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Digium Announces Improvements to Asterisk 14
Digium, Inc., the Asterisk (News - Alert) Company, made a major announcement yesterday at its annual AstriCon users and developers conference. The company unveiled Asterisk 14, the next in line of their open source communications platform. Asterisk 14 continues along the same path as previous major releases, such as Asterisk 12 and Asterisk 13, but has several improvements. For instance, it offers developer- and administrator-focused features and capabilities to simplify the scaling and deployment of Asterisk within large, service-based ecosystems. That’s not all though; the various improvements show that Digium (News - Alert) has listened to suggestions and taken action to better their product.
There were several adjustments made to the newest addition of Digitum’s open source communications platform. Perhaps most important are the improvements made to Asterisk 14’s media API. It now includes remote media playback capabilities and a fully featured media cache. This is a big change, when you look at what previous versions had to offer. They required media files to be stored locally on the Asterisk server; remote media could not be accessed in real-time, which was annoying for both developers and administrators who wanted to integrate Asterisk with other applications.
Thankfully with Asterisk 14, media can be retrieved on-demand from remote web services, played back and cached for future playback. This functionality makes it possible to use several Asterisk systems without having to individually manage their media. It also allows Asterisk to operate better overall.
Improvements were also made to the Asterisk RESTful Interface (ARI). New capabilities include ARI media retrieval and media playlists. With older versions, live recordings of calls could be made using ARI, but the recorded audio could not be retrieved using ARI. Instead, additional software needed to be installed alongside Asterisk, adding an extra, unnecessary step. While it was useful to record audio, the convenience was lessened by the fact that you could not easily access it after. With the new release, recorded media can now be retrieved directly from ARI.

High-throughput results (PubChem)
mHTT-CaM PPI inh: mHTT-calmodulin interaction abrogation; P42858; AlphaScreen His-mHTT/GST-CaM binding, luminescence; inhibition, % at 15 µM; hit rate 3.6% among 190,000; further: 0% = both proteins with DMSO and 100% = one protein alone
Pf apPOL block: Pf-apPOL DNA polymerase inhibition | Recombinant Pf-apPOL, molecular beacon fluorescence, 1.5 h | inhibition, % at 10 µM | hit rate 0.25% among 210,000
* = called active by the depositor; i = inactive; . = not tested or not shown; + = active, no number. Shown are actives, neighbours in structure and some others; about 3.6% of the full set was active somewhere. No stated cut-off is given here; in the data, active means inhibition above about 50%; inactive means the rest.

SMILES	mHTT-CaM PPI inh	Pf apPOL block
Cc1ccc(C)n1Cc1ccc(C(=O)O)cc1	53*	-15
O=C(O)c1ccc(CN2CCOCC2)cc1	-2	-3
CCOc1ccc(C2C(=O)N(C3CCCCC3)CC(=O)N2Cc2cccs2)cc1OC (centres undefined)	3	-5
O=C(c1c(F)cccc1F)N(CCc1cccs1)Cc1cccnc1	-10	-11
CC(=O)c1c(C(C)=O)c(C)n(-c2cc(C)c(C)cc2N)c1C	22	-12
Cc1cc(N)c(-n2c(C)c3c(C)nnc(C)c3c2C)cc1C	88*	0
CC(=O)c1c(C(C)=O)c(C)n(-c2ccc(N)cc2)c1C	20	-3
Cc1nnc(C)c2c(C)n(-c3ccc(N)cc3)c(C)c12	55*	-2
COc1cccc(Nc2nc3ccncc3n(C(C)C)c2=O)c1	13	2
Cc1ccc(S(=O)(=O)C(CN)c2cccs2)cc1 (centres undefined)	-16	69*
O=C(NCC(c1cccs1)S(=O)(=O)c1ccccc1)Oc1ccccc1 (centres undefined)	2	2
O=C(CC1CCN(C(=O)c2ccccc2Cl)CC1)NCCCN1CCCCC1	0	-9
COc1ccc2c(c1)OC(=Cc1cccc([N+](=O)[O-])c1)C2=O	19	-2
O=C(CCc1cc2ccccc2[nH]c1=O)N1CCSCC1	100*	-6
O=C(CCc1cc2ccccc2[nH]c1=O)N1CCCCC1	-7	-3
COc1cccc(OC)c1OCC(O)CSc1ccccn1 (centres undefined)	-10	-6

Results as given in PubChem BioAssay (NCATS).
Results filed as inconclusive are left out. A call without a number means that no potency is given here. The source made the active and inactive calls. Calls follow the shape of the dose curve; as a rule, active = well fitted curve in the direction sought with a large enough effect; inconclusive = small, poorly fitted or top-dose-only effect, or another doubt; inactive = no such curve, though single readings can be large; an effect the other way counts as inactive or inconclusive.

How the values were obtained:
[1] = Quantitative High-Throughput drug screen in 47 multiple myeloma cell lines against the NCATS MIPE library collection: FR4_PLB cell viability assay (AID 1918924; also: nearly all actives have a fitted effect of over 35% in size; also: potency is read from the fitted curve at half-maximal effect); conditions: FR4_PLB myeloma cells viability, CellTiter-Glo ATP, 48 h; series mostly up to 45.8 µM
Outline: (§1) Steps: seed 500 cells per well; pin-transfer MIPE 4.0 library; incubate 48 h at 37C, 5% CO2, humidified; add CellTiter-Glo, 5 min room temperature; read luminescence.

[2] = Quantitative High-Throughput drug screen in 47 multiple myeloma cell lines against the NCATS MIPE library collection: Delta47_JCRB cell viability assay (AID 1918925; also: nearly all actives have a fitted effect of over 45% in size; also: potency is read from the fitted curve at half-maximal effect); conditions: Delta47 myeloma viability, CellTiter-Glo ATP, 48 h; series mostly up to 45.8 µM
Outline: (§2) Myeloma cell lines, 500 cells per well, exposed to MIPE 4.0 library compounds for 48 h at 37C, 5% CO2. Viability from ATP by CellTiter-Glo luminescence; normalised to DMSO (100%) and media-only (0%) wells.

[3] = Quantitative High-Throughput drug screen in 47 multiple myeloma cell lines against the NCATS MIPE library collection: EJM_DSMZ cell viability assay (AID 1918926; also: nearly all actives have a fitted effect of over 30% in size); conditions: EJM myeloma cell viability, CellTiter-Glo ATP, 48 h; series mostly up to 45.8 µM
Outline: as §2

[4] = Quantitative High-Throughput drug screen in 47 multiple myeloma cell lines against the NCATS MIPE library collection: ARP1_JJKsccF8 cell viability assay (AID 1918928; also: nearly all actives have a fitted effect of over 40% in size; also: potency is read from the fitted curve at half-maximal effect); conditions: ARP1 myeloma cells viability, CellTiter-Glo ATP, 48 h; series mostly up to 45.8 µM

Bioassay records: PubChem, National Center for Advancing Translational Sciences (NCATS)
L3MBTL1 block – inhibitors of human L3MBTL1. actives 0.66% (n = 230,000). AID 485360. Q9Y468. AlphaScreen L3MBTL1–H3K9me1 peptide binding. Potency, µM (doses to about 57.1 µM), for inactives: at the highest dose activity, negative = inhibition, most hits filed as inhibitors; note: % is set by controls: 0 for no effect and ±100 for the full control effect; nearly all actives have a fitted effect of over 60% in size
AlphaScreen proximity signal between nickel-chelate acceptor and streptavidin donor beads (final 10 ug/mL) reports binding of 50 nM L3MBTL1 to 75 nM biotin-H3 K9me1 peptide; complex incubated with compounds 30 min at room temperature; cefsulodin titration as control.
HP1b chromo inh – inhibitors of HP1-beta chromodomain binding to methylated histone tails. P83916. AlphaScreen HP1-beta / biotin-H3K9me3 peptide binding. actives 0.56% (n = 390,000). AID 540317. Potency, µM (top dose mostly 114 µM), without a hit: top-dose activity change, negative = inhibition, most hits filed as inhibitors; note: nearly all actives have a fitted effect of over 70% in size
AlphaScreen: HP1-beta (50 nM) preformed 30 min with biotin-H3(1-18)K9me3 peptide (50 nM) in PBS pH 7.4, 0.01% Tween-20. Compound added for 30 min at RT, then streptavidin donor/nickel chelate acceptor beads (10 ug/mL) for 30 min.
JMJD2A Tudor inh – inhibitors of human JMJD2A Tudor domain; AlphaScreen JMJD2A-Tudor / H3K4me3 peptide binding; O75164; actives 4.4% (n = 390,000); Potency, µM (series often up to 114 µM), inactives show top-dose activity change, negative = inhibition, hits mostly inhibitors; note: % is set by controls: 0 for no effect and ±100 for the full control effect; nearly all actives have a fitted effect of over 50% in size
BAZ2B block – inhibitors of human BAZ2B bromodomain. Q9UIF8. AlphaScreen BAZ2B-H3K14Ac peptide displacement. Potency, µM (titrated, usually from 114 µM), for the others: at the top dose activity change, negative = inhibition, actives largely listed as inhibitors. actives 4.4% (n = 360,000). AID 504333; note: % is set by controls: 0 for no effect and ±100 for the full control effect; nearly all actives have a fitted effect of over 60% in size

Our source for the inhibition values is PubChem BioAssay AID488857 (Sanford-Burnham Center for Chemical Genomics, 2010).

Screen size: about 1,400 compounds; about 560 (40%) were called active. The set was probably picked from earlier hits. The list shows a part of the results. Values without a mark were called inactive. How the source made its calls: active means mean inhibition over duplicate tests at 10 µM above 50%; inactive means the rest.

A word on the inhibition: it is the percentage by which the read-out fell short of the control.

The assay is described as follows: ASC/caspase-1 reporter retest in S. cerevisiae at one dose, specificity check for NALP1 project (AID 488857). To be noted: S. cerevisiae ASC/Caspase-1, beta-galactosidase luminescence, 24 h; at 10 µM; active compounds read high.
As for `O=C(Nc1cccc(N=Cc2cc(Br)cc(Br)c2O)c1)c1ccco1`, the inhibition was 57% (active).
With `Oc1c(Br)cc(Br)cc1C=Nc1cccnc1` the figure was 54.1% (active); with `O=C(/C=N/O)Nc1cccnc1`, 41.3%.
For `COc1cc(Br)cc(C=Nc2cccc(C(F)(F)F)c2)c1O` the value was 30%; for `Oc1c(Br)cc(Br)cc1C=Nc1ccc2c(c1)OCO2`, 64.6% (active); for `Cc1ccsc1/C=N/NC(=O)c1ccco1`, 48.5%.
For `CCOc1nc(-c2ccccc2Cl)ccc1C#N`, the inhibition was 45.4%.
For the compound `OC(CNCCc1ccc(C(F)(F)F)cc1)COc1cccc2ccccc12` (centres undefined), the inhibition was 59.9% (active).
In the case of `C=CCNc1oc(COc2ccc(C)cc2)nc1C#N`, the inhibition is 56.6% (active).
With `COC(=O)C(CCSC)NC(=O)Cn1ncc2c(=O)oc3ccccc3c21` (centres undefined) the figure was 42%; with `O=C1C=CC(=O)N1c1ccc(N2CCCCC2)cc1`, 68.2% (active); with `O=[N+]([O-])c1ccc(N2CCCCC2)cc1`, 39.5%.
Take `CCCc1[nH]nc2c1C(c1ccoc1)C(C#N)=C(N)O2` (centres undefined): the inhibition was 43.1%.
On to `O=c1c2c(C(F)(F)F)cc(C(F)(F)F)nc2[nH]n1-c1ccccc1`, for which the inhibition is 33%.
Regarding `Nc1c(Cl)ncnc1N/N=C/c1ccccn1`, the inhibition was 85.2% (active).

On the same note, the ARI was complicated for developers as well, who had to write overly complex codes in order to individually schedule the playback of media file – this inevitably made roll-out of new user-services more difficult. With Asterisk 14, developers can rest easy, as sets of media can be played using a single command.
There were a variety of other changes made before releasing Asterisk 14, including simplified system deployment and new domain name service capabilities. One of the biggest problems people had with previous versions was actually installing it. Based on the changes that have been made, it’s clear that Digium was paying attention to user feedback over the years.
The company is excited for this new launch, and thinks that it will make a difference for users. Matt Fredrickson, project lead for Asterisk with Digium, expressed this sentiment by saying, “For administrators using Asterisk in large, horizontally scalable service-based ecosystems, the additions and improvements made in version 14 are significant.”
He continued on to say, “Asterisk's enhanced media capabilities make it easier to build flexible media services and to decrease maintenance and deployment burdens. Asterisk 14 also resolves one of the greatest initial barriers to being productive - learning how to install it. Further, the DNS improvements in Asterisk 14 allow it to more fully utilize modern networks. We are extremely fortunate to have such an involved developer community that continues to make Asterisk a huge success.”
Edited by Maurice Nagle
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